Yet this book still remains rooted in old-fashioned narrative biography, deriving many of its critical nuances closely from the narrative chronicles of the era. To this traditional approach Sivéry adds a veneer of contemporary psycho-history, which comes forth strongly when one understands that his use of the word ‘family’ always refers to the nuclear families of the monarch and his parents, spouse or children. Through Sivéry’s eyes it is fascinating to experience the royal family as a modern one--with function and dysfunction, expectations and disappointment, stresses and rivalries, always at the center of the broader political storms of the day. Through Sivéry’s intimate acquaintance with Louis IX we are first introduced to Philippe III as his disappointed parents struggle to make the best of this flawed child who became heir following the death of an elder brother. This nuanced view of a dysfunctional family or dynasty is fascinating, though one suspects that Sivéry may be channeling too blithely twentieth-century moral and psychological constructions of family life into his vision of the thirteenth-century Capetians.
Unfortunately, Sivéry’s obviously deep technical understanding of the machinery of Capetian government is insufficiently evident in this biography. He is clearly sympathetic to the prosopographical, fiscal, and legal minutiae of Capetian government, threads that were followed to such good effect by American scholars of Capetian government such as Joseph Strayer (Philippe IV) and John Baldwin (Philippe Auguste). Yet these themes are barely present in the biography. A telling example is the career of Pierre de Brosse, royal chamberlain and effective surrogate for Philippe III, which occupies three chapters. Pierre de Brosse benefited from the combination of an evolving bureaucracy of royal government and the sudden absence of a strong royal presence, to step into place as the first true ‘minister’ of the French state with the official title of ‘Great Chamberlain’ to the king. With Sivéry’s background in the study of Capetian administration, one might expect a systematic exploration of Pierre de Brosse’s ministerial power. But Sivéry leaves this avenue largely unexplored, opting to dwell more on the juxtaposition of personalities. He includes a series of speculations about the role of women (Philippe’s second wife, and Pierre’s own) in the relationship between Pierre and the king, and even an obligatory passage exploring the (unsupported and uncredited) hypothesis that Pierre may have had a homosexual relationship with the king.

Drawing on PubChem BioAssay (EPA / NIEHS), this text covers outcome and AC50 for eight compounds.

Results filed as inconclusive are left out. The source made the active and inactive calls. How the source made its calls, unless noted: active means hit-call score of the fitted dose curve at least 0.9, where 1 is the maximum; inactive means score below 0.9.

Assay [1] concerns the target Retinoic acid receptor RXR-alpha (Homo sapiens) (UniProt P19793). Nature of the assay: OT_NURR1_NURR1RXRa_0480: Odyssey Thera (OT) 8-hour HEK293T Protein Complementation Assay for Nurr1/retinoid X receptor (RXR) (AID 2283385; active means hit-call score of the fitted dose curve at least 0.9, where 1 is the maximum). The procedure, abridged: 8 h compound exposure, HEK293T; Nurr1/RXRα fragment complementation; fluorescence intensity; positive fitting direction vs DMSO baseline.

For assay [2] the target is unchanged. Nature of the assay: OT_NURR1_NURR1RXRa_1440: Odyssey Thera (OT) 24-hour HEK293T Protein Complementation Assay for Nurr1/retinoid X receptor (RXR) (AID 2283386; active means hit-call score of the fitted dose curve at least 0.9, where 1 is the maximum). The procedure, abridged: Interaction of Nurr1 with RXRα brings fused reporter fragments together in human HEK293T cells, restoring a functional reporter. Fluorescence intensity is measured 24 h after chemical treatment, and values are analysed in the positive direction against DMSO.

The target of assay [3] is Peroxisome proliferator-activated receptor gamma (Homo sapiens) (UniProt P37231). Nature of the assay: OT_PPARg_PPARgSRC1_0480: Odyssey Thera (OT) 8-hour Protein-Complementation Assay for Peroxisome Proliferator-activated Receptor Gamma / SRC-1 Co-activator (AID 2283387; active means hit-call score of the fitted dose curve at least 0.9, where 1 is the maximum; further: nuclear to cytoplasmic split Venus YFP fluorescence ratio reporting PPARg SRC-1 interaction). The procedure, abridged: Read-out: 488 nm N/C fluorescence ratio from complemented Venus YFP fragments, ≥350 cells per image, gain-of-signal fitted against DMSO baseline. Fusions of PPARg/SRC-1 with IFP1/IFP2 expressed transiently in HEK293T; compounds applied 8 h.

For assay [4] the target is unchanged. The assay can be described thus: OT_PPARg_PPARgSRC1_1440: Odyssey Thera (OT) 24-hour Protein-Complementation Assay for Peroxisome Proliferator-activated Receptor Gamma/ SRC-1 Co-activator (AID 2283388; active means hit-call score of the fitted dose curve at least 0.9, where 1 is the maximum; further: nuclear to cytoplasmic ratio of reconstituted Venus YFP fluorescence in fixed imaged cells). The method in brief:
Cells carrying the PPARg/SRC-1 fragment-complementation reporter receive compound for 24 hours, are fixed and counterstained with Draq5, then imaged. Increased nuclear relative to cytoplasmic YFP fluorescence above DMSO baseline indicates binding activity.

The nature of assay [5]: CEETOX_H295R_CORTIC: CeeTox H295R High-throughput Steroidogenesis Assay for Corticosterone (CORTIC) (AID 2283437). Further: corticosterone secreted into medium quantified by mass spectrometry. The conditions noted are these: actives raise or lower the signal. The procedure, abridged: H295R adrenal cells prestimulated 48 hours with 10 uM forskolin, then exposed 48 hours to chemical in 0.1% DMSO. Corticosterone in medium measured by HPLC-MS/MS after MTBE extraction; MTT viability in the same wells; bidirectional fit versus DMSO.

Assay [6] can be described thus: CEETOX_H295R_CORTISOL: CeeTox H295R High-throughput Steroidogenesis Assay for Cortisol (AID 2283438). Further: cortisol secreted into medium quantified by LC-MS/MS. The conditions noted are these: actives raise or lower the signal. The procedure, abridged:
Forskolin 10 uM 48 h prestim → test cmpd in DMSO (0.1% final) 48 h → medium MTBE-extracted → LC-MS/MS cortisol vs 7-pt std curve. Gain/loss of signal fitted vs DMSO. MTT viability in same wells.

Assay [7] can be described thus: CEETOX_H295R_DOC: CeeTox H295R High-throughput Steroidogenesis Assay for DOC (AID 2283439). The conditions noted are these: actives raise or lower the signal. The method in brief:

These provocative characterizations show that Sivéry has offered a narrative biography to appeal to a casual reader interested in personalities, rather than a more systematic administrative history of which he is also certainly capable. Despite this disappointment of a road not taken, Philippe III le Hardi remains informative, provocative, and highly readable. Taken with Sivéry’s other biographies of the dynasty, it forms a compelling meta-narrative. His take on the family dynamic of the dynasty may be tainted with anachronistic assumptions about family dynamics, but Sivéry’s psycho-analysis is based on intimate knowledge of the sources, and is still seductive.
Finally: what sort of man do we meet through this interesting lens? Not a sympathetic one, except perhaps in the sympathy one may feel--as Sivéry certainly does--for an unfit or insufficiently glorious monarch and his inglorious end. Philippe’s only kingly enthusiasm was warfare, but his only significant military campaign was his final act, the ill-fated crusade of 1285 against Aragon. The French army invaded Catalonia, taking the city of Gerona, but then retreated in the face of a hard winter and the onset of an epidemic of dysentery, which claimed the king’s life. Sivéry speculates that the curious equivocation of some sources about the precise date of the king’s death might show that Philippe, recrossing the Pyrenees in a closed litter, may already have been dead before arriving back on French soil: a king unfortunate and unfulfilled even in death.
Nathaniel L. Taylor
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H-France Review Vol. 3 (December 2003), No. 139